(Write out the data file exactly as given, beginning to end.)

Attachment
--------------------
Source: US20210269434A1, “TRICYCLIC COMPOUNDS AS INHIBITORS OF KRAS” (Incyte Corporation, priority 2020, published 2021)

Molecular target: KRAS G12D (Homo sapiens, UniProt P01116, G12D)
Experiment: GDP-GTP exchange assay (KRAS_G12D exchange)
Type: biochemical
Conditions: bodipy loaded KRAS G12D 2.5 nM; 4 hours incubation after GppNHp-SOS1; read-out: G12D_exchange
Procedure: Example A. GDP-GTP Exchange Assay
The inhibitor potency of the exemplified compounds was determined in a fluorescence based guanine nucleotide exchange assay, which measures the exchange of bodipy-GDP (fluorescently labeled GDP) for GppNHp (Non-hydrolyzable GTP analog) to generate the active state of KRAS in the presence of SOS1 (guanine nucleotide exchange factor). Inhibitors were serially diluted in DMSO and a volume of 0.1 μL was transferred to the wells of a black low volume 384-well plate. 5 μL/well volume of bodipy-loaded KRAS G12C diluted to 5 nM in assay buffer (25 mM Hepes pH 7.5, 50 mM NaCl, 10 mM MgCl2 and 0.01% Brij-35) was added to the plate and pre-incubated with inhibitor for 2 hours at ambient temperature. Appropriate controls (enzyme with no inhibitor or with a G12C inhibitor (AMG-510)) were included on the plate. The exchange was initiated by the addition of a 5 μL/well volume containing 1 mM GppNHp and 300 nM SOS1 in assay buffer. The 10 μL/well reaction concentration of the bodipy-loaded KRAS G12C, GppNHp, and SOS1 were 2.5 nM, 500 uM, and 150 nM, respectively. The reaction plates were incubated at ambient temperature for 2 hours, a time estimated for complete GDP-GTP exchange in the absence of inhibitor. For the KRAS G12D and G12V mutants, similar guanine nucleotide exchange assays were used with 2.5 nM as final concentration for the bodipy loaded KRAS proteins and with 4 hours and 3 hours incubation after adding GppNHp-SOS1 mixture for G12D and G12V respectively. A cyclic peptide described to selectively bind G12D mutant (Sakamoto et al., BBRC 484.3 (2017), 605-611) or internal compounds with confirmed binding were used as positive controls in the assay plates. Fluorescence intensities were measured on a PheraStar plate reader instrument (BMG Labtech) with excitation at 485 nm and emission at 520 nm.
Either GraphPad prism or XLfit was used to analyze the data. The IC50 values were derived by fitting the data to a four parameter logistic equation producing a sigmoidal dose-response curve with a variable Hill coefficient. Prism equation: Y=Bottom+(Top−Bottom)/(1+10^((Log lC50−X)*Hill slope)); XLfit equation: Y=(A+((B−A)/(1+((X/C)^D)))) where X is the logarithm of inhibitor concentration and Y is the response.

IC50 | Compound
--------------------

Source: US20210269434A1, “TRICYCLIC COMPOUNDS AS INHIBITORS OF KRAS” (Incyte Corporation, priority 2020, published 2021)

Molecular target: KRAS G12D (Homo sapiens, UniProt P01116, G12D)
Experiment: GDP-GTP exchange assay (KRAS_G12D exchange)
Type: biochemical
Conditions: bodipy loaded KRAS G12D 2.5 nM; 4 hours incubation after GppNHp-SOS1; read-out: G12D_exchange
Procedure: Example A. GDP-GTP Exchange Assay
The inhibitor potency of the exemplified compounds was determined in a fluorescence based guanine nucleotide exchange assay, which measures the exchange of bodipy-GDP (fluorescently labeled GDP) for GppNHp (Non-hydrolyzable GTP analog) to generate the active state of KRAS in the presence of SOS1 (guanine nucleotide exchange factor). Inhibitors were serially diluted in DMSO and a volume of 0.1 μL was transferred to the wells of a black low volume 384-well plate. 5 μL/well volume of bodipy-loaded KRAS G12C diluted to 5 nM in assay buffer (25 mM Hepes pH 7.5, 50 mM NaCl, 10 mM MgCl2 and 0.01% Brij-35) was added to the plate and pre-incubated with inhibitor for 2 hours at ambient temperature. Appropriate controls (enzyme with no inhibitor or with a G12C inhibitor (AMG-510)) were included on the plate. The exchange was initiated by the addition of a 5 μL/well volume containing 1 mM GppNHp and 300 nM SOS1 in assay buffer. The 10 μL/well reaction concentration of the bodipy-loaded KRAS G12C, GppNHp, and SOS1 were 2.5 nM, 500 uM, and 150 nM, respectively. The reaction plates were incubated at ambient temperature for 2 hours, a time estimated for complete GDP-GTP exchange in the absence of inhibitor. For the KRAS G12D and G12V mutants, similar guanine nucleotide exchange assays were used with 2.5 nM as final concentration for the bodipy loaded KRAS proteins and with 4 hours and 3 hours incubation after adding GppNHp-SOS1 mixture for G12D and G12V respectively. A cyclic peptide described to selectively bind G12D mutant (Sakamoto et al., BBRC 484.3 (2017), 605-611) or internal compounds with confirmed binding were used as positive controls in the assay plates. Fluorescence intensities were measured on a PheraStar plate reader instrument (BMG Labtech) with excitation at 485 nm and emission at 520 nm.
Either GraphPad prism or XLfit was used to analyze the data. The IC50 values were derived by fitting the data to a four parameter logistic equation producing a sigmoidal dose-response curve with a variable Hill coefficient. Prism equation: Y=Bottom+(Top−Bottom)/(1+10^((Log lC50−X)*Hill slope)); XLfit equation: Y=(A+((B−A)/(1+((X/C)^D)))) where X is the logarithm of inhibitor concentration and Y is the response.

IC50 | Compound